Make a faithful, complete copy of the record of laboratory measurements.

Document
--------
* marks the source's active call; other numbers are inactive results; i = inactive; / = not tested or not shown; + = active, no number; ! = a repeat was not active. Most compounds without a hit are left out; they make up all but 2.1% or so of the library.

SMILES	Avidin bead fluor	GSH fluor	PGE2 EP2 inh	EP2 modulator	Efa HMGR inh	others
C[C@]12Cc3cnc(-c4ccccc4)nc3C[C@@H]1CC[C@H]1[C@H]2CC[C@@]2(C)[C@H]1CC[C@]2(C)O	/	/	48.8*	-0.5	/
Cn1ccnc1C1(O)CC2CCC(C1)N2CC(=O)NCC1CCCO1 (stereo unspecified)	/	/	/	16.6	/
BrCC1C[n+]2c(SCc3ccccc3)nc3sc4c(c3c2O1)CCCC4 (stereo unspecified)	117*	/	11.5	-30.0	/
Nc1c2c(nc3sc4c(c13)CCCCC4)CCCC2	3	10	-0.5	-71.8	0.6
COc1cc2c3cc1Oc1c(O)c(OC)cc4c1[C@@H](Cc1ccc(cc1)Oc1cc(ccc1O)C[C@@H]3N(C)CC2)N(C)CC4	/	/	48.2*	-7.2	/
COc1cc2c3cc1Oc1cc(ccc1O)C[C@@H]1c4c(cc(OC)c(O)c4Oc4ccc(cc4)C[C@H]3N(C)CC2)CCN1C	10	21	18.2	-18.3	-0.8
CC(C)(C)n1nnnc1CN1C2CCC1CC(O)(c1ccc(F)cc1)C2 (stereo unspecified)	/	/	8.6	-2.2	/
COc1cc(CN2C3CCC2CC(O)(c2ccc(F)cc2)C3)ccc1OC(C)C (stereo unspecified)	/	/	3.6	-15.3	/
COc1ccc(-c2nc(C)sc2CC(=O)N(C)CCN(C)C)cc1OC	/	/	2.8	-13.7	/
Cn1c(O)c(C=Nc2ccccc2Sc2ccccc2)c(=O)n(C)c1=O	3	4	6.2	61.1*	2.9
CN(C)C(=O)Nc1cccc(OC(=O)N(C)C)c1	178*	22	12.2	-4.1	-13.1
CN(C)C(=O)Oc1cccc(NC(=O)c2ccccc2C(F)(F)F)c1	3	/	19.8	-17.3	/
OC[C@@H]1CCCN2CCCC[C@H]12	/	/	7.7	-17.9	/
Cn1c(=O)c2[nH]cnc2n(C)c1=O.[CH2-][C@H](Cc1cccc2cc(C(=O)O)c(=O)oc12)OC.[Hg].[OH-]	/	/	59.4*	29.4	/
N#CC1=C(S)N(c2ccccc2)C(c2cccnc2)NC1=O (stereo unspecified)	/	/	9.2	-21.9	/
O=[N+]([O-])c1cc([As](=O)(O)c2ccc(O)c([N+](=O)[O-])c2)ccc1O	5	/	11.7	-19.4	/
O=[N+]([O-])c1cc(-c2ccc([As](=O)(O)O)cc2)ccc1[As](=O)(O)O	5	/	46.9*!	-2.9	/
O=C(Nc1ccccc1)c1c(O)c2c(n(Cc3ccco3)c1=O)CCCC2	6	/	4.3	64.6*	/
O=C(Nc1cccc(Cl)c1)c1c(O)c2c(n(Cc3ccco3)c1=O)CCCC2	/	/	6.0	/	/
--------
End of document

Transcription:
* marks the source's active call; other numbers are inactive results; i = inactive; / = not tested or not shown; + = active, no number; ! = a repeat was not active. Most compounds without a hit are left out; they make up all but 2.1% or so of the library.

SMILES	Avidin bead fluor	GSH fluor	PGE2 EP2 inh	EP2 modulator	Efa HMGR inh	others
C[C@]12Cc3cnc(-c4ccccc4)nc3C[C@@H]1CC[C@H]1[C@H]2CC[C@@]2(C)[C@H]1CC[C@]2(C)O	/	/	48.8*	-0.5	/
Cn1ccnc1C1(O)CC2CCC(C1)N2CC(=O)NCC1CCCO1 (stereo unspecified)	/	/	/	16.6	/
BrCC1C[n+]2c(SCc3ccccc3)nc3sc4c(c3c2O1)CCCC4 (stereo unspecified)	117*	/	11.5	-30.0	/
Nc1c2c(nc3sc4c(c13)CCCCC4)CCCC2	3	10	-0.5	-71.8	0.6
COc1cc2c3cc1Oc1c(O)c(OC)cc4c1[C@@H](Cc1ccc(cc1)Oc1cc(ccc1O)C[C@@H]3N(C)CC2)N(C)CC4	/	/	48.2*	-7.2	/
COc1cc2c3cc1Oc1cc(ccc1O)C[C@@H]1c4c(cc(OC)c(O)c4Oc4ccc(cc4)C[C@H]3N(C)CC2)CCN1C	10	21	18.2	-18.3	-0.8
CC(C)(C)n1nnnc1CN1C2CCC1CC(O)(c1ccc(F)cc1)C2 (stereo unspecified)	/	/	8.6	-2.2	/
COc1cc(CN2C3CCC2CC(O)(c2ccc(F)cc2)C3)ccc1OC(C)C (stereo unspecified)	/	/	3.6	-15.3	/
COc1ccc(-c2nc(C)sc2CC(=O)N(C)CCN(C)C)cc1OC	/	/	2.8	-13.7	/
Cn1c(O)c(C=Nc2ccccc2Sc2ccccc2)c(=O)n(C)c1=O	3	4	6.2	61.1*	2.9
CN(C)C(=O)Nc1cccc(OC(=O)N(C)C)c1	178*	22	12.2	-4.1	-13.1
CN(C)C(=O)Oc1cccc(NC(=O)c2ccccc2C(F)(F)F)c1	3	/	19.8	-17.3	/
OC[C@@H]1CCCN2CCCC[C@H]12	/	/	7.7	-17.9	/
Cn1c(=O)c2[nH]cnc2n(C)c1=O.[CH2-][C@H](Cc1cccc2cc(C(=O)O)c(=O)oc12)OC.[Hg].[OH-]	/	/	59.4*	29.4	/
N#CC1=C(S)N(c2ccccc2)C(c2cccnc2)NC1=O (stereo unspecified)	/	/	9.2	-21.9	/
O=[N+]([O-])c1cc([As](=O)(O)c2ccc(O)c([N+](=O)[O-])c2)ccc1O	5	/	11.7	-19.4	/
O=[N+]([O-])c1cc(-c2ccc([As](=O)(O)O)cc2)ccc1[As](=O)(O)O	5	/	46.9*!	-2.9	/
O=C(Nc1ccccc1)c1c(O)c2c(n(Cc3ccco3)c1=O)CCCC2	6	/	4.3	64.6*	/
O=C(Nc1cccc(Cl)c1)c1c(O)c2c(n(Cc3ccco3)c1=O)CCCC2	/	/	6.0	/	/